There are two new computer keyboards coming out in the next two months,
each costing about $600. One I can't wait for. One makes me yawn. Guess
which one.

In this corner, from America: the FireWire M-Audio Ozonic, announced today. (full specs)

Controller: 37 keys, 8 knobs, 9 faders, 14 buttons, pitch & mod wheel, X-Y joystick; software editor and presets; MIDI I/O

Audio: 4 in, 4 out; 1 XLR mic in with phantom power, 1 unbalanced in, 2 balanced ins; 4 balanced outs; direct monitoring

And in this corner, from the UK: the USB-powered Novation X-Station, 25-keys out now and 49/61 keys announced in the spring but should be shipping soon says the CDM crystal ball.

Controller: 25 keys (also 49-, 61-key versions), 9 knobs, 9
faders, 22 buttons, pitch & mod wheel, X-Y joystick, programmable
X-Y touchpad; software editor and presets including pre-built presets
from Novation; MIDI I/O

Audio: 2 in, 2 out (24-bit; can't get specs on the M-Audio); 2
XLR/TRS Neutrik combo ins with phantom power, analog and digital S/PDIF
stereo outs; direct monitoring

Built-in synth: 8-voice polyphonic analog synth with 200 presets and arpeggiator

Built-in digital effects: Reverb /
Chorus-Phaser / Delay / Compressor / Distortion
and EQ assignable per input

Read on to learn the winner.

M-Audio, I love you, but I have one word for you: yawn. What's so great about FireWire? For roughly the same price — maybe
$100 more depending on what the final street price is — the Novation
is a much more useful musical tool. In nearly every category it
delivers more. (My friend at Musicthing agrees.)

As a control surface, the Novation is better configured out of the box and
includes an X-Y touchpad that doesn't auto-center like the joystick —
perfect for funky synth modulations or Ableton Live filters. And I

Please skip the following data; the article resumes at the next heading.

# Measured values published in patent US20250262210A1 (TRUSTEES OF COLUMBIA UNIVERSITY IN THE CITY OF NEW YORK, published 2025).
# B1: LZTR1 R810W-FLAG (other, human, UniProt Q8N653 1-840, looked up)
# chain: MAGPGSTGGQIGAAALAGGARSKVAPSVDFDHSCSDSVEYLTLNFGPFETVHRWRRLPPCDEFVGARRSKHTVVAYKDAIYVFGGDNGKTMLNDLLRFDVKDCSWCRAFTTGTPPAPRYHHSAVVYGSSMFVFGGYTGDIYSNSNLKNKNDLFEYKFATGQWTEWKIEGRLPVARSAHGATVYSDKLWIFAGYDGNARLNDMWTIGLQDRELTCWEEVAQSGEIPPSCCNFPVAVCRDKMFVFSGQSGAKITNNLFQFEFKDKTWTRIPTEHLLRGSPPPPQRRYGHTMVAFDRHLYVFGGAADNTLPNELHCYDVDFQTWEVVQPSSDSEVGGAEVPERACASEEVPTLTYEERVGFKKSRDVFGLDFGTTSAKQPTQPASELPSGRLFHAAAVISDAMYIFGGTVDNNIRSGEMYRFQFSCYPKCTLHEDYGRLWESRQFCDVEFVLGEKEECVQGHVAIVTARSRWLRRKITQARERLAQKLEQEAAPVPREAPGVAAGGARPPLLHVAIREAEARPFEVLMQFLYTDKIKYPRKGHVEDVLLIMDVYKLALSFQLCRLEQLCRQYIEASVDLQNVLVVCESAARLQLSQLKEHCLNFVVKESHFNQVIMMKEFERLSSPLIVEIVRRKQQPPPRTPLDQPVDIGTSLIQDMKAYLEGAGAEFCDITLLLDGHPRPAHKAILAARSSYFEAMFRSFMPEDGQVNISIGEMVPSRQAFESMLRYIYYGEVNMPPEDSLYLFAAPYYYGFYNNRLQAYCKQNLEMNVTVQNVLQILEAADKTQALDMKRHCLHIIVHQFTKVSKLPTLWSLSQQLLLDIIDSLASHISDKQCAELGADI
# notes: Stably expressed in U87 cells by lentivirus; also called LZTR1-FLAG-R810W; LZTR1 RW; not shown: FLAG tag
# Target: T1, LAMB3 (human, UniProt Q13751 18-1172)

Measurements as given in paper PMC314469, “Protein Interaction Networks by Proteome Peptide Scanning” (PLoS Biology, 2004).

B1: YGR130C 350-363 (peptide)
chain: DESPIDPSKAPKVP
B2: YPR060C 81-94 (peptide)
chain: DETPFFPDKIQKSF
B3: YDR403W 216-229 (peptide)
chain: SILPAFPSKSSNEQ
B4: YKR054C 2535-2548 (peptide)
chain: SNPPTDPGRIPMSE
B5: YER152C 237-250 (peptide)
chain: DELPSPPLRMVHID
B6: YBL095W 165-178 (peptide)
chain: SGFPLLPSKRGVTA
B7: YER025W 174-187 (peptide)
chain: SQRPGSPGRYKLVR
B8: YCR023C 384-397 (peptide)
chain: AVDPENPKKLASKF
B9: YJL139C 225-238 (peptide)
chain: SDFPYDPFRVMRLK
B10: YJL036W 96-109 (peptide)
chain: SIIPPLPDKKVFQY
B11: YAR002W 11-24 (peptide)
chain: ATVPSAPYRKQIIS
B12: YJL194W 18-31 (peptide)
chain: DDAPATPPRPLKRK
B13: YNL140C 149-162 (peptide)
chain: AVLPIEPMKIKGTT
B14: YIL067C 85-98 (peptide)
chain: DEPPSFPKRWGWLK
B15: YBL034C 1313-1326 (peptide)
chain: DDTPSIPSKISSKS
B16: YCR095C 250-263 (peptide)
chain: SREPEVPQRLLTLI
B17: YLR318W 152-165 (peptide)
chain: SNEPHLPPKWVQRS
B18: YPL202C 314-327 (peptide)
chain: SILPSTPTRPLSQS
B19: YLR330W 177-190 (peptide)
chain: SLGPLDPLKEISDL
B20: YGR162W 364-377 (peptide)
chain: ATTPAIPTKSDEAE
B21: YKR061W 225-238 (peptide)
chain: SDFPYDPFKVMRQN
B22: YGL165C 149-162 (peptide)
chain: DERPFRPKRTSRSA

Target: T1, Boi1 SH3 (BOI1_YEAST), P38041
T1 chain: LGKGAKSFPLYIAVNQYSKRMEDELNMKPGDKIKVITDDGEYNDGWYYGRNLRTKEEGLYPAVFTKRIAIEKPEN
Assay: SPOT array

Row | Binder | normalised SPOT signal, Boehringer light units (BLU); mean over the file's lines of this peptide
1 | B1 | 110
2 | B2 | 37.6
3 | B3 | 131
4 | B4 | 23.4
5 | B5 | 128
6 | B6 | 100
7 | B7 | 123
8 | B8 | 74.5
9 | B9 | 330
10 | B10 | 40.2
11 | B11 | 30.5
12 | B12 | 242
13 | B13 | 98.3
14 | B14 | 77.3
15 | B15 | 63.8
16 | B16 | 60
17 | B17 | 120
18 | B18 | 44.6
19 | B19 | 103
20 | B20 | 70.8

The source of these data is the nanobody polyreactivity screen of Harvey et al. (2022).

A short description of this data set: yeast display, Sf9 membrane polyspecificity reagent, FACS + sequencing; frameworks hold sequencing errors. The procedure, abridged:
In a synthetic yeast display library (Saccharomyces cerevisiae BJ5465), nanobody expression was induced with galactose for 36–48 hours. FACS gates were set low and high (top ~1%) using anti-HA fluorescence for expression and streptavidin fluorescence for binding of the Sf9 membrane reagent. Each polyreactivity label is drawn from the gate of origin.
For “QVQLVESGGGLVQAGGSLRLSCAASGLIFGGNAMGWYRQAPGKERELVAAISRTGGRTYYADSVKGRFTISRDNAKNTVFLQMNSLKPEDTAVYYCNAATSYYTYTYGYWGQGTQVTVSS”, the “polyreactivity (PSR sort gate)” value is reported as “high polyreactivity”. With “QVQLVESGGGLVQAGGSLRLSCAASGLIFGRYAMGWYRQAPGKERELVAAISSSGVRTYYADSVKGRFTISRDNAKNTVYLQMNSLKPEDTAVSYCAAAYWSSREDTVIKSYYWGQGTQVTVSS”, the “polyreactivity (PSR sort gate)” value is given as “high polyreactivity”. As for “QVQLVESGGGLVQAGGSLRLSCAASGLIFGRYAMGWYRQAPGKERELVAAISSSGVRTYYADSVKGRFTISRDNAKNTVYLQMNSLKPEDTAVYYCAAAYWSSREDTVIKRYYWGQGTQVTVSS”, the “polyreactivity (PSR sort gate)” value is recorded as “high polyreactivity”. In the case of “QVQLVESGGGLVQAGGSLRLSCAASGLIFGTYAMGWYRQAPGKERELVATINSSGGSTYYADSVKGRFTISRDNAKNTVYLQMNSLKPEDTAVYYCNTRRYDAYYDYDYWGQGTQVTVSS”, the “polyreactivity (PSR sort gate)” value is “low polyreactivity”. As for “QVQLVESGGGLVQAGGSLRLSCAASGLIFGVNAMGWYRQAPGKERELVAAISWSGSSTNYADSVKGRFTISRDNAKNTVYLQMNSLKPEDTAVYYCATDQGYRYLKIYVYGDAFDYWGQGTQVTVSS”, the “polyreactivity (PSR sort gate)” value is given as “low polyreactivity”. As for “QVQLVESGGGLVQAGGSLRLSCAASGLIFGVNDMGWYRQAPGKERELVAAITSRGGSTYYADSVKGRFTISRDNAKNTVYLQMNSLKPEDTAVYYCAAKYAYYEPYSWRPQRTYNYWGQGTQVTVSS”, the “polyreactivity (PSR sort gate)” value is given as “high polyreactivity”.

think it feels more like a real keyboard than the M-Audio products. As
an audio interface, it's 2×2 instead of 4×4, but you get two mic ins
instead of one, and digital out. (Why did M-Audio squander all that
FireWire bandwidth?)

Most importantly, you get effects for those audio ins without having to
tax your CPU, plus one of the best analog synths on the market so you
can use your keyboard on its own. It's almost worth the price of admission for the Novation analog sounds alone.

The M-Audio for me represents a new trend in mediocrity in keyboard
controllers. I love M-Audio, and I'm a big fan of many of their
products. But who exactly are these keyboards for? As a control surface
and audio interface, this is a fairly limited box, so you'd expect this
is all about portability and having more keys. So why so few keys? And
why no built-in sound? At $300, I understand — but $600? It's 70% of what you need, but why not get 110% of what you need?

The Novation seems to be built for actual music-making. It's a great
balance between hardware and computer software. And finally, I can pick
up a 61-key keyboard — still easily totable on the subway — and play
it as an instrument.

But I didn't tell you that. Go buy the M-Audio, because the word I've
heard suggests the popularity of the Novation could make them in
extreme short supply.

Doesn't that Ozonic look great?

Incidentally, this is NOT a review . . . yet. Expect more details
once these products actually emerge. Hey, forget Christmas, my birthday
is in January, anyway!

[UPDATED — fixed broken link to musicthing story]